Oracle touts file system for unstructured data

Oracle has finally released a version of its Internet File System, a software program that lets users store, search and e-mail Web pages, documents and other unstructured data in an Oracle database.

IFS is intended to substitute for the file system associated with a given operating system, such as Unix or Windows NT, according to the company.

By linking IFS with the Oracle database, users gain important benefits: they can store, search and protect data using the database's security and redundancy features.

"IFS lets you treat all kinds of data as if it were one type," said Jeremy Burton, Oracle vice president of Internet platforms.

"The Web browser broke the link between applications and the operating system. IFS will break the link between the file system and the operating system," Burton added.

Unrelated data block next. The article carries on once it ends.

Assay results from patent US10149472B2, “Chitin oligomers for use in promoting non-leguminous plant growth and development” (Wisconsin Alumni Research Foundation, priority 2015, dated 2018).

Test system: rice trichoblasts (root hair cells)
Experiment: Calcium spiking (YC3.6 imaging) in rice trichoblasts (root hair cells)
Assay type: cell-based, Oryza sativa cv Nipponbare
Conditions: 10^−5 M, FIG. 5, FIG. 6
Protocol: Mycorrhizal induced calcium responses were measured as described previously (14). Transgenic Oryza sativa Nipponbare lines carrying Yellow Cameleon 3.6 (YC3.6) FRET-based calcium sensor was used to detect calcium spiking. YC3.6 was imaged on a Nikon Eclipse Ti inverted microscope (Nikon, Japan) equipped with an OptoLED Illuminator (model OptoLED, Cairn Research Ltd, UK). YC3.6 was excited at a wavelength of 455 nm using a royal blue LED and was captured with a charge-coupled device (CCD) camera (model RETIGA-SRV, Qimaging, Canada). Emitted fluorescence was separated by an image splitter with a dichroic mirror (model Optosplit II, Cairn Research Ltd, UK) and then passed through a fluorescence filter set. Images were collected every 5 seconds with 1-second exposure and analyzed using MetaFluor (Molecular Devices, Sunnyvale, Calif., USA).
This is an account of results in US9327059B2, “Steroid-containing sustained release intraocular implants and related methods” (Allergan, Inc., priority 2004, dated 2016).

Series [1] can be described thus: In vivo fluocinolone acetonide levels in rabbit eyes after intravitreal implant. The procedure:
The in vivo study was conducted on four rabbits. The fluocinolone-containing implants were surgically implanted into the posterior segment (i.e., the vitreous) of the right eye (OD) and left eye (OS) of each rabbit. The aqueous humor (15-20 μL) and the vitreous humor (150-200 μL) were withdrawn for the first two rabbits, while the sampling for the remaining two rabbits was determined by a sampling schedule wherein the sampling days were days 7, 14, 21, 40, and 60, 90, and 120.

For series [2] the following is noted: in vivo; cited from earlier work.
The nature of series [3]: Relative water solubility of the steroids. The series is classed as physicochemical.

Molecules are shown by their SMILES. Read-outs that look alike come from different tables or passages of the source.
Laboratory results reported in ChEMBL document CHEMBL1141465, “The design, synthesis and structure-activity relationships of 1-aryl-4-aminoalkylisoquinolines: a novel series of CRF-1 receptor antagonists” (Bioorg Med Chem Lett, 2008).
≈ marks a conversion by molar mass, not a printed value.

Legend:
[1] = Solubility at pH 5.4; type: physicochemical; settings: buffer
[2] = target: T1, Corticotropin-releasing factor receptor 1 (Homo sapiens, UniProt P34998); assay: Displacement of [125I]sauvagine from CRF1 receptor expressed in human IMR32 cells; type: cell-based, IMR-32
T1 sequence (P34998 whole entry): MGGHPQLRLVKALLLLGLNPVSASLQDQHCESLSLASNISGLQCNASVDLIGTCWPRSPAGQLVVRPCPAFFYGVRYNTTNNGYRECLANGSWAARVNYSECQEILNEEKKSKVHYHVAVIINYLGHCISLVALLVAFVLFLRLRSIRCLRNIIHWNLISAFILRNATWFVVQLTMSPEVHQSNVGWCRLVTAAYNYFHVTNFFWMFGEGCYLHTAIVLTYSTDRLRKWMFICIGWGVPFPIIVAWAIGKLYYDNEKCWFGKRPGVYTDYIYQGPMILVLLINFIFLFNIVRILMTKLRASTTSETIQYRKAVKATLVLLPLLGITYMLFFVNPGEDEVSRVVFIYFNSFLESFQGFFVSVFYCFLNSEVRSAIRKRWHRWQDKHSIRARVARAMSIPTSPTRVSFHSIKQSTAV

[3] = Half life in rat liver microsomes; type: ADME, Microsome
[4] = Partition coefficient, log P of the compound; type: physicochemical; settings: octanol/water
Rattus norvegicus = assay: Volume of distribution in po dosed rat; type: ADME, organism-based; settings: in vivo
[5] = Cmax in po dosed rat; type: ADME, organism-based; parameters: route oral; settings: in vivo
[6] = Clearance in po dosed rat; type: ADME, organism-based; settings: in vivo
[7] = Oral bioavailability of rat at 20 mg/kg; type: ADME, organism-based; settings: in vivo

As a result, developers can use IFS with the database to ‘version' unstructured data - to keep different copies, with different access privileges, of such things as documents, no matter by what application the documents are used.

The software will be released about mid-May, at which point pricing will be revealed. Local officials said the software will be free for existing Oracle database users.

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